The local or control unit 167 consists of a housing unit 231 which also can be of a molded plastic and is provided with a back cover 232 secured thereto by screws 233. The local unit 167 is provided with yieldable spring clasps 171 suitably affixed to the exterior of housing unit 231 for easy attachment of the local unit 167 to the grade pole 162 and easy detachment therefrom. This frees the user's hand from holding local unit 167.
First and second quadrature totalizers 236 and 237 of a conventional type are mounted in the housing 231 and have 6-digit liquid crystal displays 238. Such totalizers are currently available from the Durant division of Eaton Corporation. Each also includes a microcontroller (not shown) and a lithium battery (not shown) and is provided with inputs to accept quadrature logic signals from the shaft encoder 217. A typical quadrature shaft encoder 217 can be a Hewlett Packard HEDS 5500 series or U.S. Digital E2 shaft encoder which are characterized in that they have a 2-bit quadrature output which is made available to the totalizers 236 and 237 through respective forward/reverse switches 241. Each of the totalizers 236 and 237 is provided with a program/operate switch 242 which is mounted on the front panel of housing 231, as are an on/off switch 243, an up/down switch 244, and a battery-OK light indicator 246.
Operation of the scalable grade measuring apparatus and the displacement display device's system and the system in performing a method in accordance with the present invention may now be described in conjunction with the circuit diagram shown in FIG. 15. The two totalizers 236 and 237 are shown. The top and bottom limit switches 221 and 226 are provided and are in series with the parallel combination of the solenoid 211 and the motor 192 and serve to de-energize the motor 192 whenever the limit switches 221 and 226 are operated.
When either of the limit switches 221 or 226 is operated, the respective diodes D1 or D2 parallel therewith permit subsequent operation of the motor even though the limit switches 221 and 226 have been operated. For example, if the top limit switch 221 has been operated, the operator 163 can operate the up/down switch 244 to energize the motor 192 and to cause the remote unit 168 to descend. Similarly, if the bottom limit switch 226 is operated the diode D2 permits the motor 192 to be energized to cause the remote unit to ascend the grade pole 162.
The quadrature shaft encoder 217 provides two output nodes which are supplied through pull-up resistors R1 and R2 to the forward/reverse switches 241 which permit the signals from the shaft encoder 217 to either be forwarded or reversed when supplied to the quadrature totalizer units 236 or 237.
The circuitry shown in FIG. 15 includes a battery 251 of a rechargeable type which is connected through the on/off switch 243 to the motor's up/down switch 244 as well as to a voltage regulator 252 which supplies power to other circuitry as shown. A light emitting diode 256 with a series resistor 257 extends around the voltage regulator 252 and serves to give a battery-OK indication in that the light gradually dims as the battery weakens. A jack 261 is provided for supplying auxiliary or recharging power to the local unit 167 and is connected through a diode 262 and a series resistor 263 to the battery 251 side of the switch 243 and parallel with the battery 251. Capacitors 253 and 266 are provided at the output of the voltage regulator to smooth the power supply voltage to the shaft encoder 217 and to resistors R1 and R2.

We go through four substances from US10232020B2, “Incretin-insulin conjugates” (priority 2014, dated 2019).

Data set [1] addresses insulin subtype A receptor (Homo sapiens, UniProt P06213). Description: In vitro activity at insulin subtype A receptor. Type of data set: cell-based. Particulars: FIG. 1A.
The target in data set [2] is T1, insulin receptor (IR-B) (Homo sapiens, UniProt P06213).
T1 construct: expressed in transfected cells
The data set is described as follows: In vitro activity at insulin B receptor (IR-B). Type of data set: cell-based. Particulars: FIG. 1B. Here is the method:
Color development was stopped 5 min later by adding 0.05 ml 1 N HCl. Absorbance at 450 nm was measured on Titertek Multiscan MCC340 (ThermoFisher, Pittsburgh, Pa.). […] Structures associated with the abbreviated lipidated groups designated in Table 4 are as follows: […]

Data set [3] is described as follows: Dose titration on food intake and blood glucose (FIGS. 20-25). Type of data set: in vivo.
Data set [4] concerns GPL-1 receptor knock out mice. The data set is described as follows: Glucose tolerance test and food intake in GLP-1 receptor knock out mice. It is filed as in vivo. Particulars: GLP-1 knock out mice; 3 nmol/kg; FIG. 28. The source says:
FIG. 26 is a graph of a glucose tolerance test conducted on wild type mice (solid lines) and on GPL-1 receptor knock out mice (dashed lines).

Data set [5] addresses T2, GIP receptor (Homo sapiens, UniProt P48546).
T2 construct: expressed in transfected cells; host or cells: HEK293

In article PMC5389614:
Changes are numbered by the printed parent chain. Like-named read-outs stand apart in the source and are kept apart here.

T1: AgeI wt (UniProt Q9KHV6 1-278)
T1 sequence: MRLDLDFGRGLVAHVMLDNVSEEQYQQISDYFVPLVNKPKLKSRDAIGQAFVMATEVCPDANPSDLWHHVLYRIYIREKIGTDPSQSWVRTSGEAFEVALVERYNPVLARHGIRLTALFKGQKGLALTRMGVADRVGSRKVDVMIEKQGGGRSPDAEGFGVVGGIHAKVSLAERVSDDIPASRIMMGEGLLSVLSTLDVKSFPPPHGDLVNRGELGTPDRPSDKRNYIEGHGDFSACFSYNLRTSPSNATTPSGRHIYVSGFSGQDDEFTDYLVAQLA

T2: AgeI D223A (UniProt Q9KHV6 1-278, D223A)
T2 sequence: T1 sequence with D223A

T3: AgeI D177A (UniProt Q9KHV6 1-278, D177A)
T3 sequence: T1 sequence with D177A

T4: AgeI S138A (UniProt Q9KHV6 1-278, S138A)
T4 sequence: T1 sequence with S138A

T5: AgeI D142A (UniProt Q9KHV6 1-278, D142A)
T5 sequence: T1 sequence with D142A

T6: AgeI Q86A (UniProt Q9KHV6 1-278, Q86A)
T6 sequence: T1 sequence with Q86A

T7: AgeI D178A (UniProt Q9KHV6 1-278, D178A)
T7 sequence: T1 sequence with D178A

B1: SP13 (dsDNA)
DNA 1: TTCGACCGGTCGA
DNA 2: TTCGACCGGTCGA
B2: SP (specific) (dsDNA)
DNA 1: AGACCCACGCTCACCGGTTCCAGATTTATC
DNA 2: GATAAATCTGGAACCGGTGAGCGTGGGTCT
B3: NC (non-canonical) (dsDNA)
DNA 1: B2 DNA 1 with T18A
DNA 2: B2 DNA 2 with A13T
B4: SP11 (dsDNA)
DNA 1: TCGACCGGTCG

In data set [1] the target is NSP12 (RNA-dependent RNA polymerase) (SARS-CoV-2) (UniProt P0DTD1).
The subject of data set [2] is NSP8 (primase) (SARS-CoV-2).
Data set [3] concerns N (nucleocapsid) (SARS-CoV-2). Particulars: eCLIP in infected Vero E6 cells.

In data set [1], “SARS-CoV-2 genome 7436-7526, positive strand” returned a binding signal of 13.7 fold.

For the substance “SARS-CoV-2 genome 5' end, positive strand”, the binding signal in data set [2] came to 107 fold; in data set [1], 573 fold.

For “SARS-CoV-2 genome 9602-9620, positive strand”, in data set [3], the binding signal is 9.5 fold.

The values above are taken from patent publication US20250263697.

The operation and use of the grade measuring apparatus 161 with its motor-operated remote unit 168 and its local unit 167 is very similar to that hereinbefore described in conjunction with the manually operated controller 41 with the principal difference being that the motor-operated remote unit makes it possible to carry out measurements on much steeper grades and in that a grade pole 162 can be provided which has a length which is substantially greater than that of the height of a human being. For example, grade poles having lengths 16-20 feet can be used making it possible to carry out grade measurements throughout a relatively wide area without moving the laser beam transmitter. The motor-operated remote unit also makes possible some measurements in areas unsafe for humans, as for example deep, unreinforced trenches.
As shown in FIG. 9, the apparatus 161 is being utilized for measuring the slope of a pipeline 271 which has been placed in a trench 272 partially filled with sand 273. The operator 163 can carry out operations by operating the appropriate toggle switches on the local unit 167 which is positioned at an elevation just below his eyes shown particularly in FIG. 9. Thus, it can be seen that the operator 163 by utilizing the local unit can readily carry out the measurements hereinbefore described with the apparatus 21 hereinbefore described with the principal difference being that the remote unit 168 which is connected by the cable 169 to the local unit 167 ascends and descends the grade pole 162 under the control of the operator until it comes to the level of the laser beam 23.
From the foregoing it can be seen that the apparatus can be readily used for measuring large variations and grade without moving the laser beam transmitter. The measurements can still be carried out by a single operator.
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|U.S. Classification||33/294, 33/293, 33/706|
|Cooperative Classification||G01C15/002, Y10S33/21|
|5 Apr 1999||FPAY||Fee payment|
Year of fee payment: 4
|16 Apr 2003||FPAY||Fee payment|
Year of fee payment: 8
|17 Apr 2007||FPAY||Fee payment|
Year of fee payment: 12